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Discussion Starter #2
With this deal you can get in cheap and easy, and already have an exit strategy in case you want to try something new in a couple of years. :burn:
 

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Great looking car GLWS.
 

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Discussion Starter #4 (Edited)
Dropped the monthly lease payment a bit with an incentive as seen here 2013 SRT Viper lease in Mission Viejo, CA

If someone local wants to purchase it I could drop the price down to $88k if we can find a dealer willing to do an "in-and-out" deal for us. In addition, if someone out of the area wants to purchase it they can simply go through the lease takeover motions and once the paperwork is completed and transferred they opt to buy it out for the $88k payoff. This makes the price more in line with other fully loaded GTS's out there.
 

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I have a question about the lease of the Viper? Who did you go throught to lease one? I have been looking at doing a lease to help with my trade I have negative equity in...
 

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RMPL
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If you have negative equity in your current car, leasing a Viper isn't a good financial move. Pay off the car over time, buy a house, and buy a Viper for cash as a toy when you can.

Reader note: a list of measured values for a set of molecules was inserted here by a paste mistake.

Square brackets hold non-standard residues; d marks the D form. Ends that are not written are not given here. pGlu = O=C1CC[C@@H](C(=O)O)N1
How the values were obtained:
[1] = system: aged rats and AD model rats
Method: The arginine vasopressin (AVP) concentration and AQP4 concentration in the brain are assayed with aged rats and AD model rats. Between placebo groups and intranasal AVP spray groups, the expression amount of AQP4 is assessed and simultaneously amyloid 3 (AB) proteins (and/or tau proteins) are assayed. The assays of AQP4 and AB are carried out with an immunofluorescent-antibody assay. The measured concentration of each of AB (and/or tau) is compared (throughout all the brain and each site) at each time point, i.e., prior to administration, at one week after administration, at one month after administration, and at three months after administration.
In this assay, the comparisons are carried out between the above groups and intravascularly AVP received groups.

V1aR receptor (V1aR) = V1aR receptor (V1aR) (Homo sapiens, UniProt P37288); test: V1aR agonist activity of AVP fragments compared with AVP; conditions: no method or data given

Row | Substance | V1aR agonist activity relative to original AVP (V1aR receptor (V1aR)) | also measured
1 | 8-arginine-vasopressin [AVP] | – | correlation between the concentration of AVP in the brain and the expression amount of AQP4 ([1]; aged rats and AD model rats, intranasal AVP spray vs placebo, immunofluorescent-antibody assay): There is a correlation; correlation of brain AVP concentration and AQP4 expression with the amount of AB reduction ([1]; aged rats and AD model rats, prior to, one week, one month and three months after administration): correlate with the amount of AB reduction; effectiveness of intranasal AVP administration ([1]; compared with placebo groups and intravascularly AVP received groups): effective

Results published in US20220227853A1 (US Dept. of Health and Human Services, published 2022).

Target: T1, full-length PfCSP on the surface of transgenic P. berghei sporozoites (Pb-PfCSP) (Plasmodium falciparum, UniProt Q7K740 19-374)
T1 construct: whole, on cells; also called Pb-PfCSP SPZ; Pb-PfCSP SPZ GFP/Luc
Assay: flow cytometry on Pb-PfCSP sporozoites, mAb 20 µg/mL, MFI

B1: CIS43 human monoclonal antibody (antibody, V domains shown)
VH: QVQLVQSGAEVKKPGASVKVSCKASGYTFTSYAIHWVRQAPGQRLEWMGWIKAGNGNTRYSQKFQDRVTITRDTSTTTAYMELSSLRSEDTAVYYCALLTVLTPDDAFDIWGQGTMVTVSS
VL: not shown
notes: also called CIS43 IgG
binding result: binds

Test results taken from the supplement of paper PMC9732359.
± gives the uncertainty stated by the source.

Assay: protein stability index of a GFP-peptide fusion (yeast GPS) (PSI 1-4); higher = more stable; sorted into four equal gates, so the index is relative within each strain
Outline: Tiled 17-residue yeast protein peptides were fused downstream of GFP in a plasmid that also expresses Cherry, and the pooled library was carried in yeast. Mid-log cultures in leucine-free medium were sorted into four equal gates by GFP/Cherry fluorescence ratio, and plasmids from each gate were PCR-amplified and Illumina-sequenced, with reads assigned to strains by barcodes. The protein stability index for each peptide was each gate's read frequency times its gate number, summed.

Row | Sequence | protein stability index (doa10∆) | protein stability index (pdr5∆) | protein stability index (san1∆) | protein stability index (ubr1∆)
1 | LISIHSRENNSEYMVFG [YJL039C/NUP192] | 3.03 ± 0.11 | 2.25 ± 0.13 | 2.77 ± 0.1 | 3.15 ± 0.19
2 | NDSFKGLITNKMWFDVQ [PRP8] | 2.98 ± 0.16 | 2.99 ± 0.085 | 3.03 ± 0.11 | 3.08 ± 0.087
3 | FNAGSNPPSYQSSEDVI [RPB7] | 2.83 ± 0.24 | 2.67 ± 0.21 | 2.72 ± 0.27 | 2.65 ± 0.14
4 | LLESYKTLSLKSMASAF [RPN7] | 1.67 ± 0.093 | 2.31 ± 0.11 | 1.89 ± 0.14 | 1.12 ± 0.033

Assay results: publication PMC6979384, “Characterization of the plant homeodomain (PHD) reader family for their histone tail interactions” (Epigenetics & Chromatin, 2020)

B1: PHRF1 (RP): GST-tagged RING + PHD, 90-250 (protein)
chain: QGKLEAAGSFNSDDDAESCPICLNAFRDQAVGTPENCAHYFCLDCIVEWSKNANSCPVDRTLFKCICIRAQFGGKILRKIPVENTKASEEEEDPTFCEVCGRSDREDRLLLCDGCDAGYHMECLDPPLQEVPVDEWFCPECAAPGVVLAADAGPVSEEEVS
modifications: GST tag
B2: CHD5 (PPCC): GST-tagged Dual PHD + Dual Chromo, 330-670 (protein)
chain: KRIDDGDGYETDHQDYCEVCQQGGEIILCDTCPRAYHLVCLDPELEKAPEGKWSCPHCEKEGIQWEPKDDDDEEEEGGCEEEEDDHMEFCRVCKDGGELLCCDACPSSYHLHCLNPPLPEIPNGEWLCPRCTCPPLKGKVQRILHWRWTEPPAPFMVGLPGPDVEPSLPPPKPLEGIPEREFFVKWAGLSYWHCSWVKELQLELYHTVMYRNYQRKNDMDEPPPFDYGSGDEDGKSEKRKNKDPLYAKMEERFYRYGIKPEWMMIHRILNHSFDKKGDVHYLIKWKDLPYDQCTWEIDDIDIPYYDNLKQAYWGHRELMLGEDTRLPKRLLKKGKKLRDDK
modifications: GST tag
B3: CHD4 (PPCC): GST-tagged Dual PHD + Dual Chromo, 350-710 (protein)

Otherwise you will spend a lifetime paying interest and leases.

Get in a place where money works for you, not you working for money.
 

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If you have negative equity in your current car, leasing a Viper isn't a good financial move. Pay off the car over time, buy a house, and buy a Viper for cash as a toy when you can.

Otherwise you will spend a lifetime paying interest and leases.

Get in a place where money works for you, not you working for money.
I understand. I own two houses currently and have owned many different cars over the years. I just some how got a bad deal on my last trade and now owe more than my current vehicle is worth in the market. I know the best course of action is to keep paying on the vehicle over time and pay more when I can to knock down the loan balance.

Just have read a few different things saying leasing a vehicle can eliminate negative equity also. Lease the vehicle for three years, roll over the negative equity into it. The paymaent will more because of the extre tacked on the cap. But in the end of the lease you can turn the car in and be completely even and owe nothing. Down side is, higher payment due to the negative equity and nothing to show for it in three years from the payments.
 

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RMPL
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Well done on the houses.

I don't think anyone over the age of 25 should have a loan or lease on a car. Fresh out of school, get something affordable with a loan that pays off quickly. Keep the car, save the amount that most people are paying out every month, and you will be far ahead financially. When you need a car, you'll have the cash.

Now this is where people rush in and say they can write off a lease or interest payments and their accountant says that's far smarter. I have an office of over 100 Realtors in Vancouver, Canada that can write off their car costs. The "smart" ones that used leases and loans have ended up with crappy net worth and still have to work their asses off. The ones that lived below their means and kept the clear title car a little longer magically own more real estate, stocks and other assets and only are working because they want to, or have retired to places like San Diego.